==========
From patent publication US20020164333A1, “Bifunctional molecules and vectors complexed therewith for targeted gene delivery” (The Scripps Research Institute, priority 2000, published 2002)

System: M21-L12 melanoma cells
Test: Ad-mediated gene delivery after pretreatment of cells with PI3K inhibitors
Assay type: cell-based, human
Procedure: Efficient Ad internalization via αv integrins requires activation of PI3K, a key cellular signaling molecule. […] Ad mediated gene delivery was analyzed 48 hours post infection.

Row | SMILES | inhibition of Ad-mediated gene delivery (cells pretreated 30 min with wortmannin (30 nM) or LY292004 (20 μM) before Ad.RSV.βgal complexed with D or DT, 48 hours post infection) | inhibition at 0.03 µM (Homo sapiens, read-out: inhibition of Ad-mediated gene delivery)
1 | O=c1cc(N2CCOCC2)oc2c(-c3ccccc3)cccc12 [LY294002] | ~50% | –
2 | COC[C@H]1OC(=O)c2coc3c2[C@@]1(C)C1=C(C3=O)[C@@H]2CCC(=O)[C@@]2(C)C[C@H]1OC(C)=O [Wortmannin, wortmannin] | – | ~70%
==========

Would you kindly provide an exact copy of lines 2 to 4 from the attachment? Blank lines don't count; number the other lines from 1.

System: M21-L12 melanoma cells
Test: Ad-mediated gene delivery after pretreatment of cells with PI3K inhibitors
Assay type: cell-based, human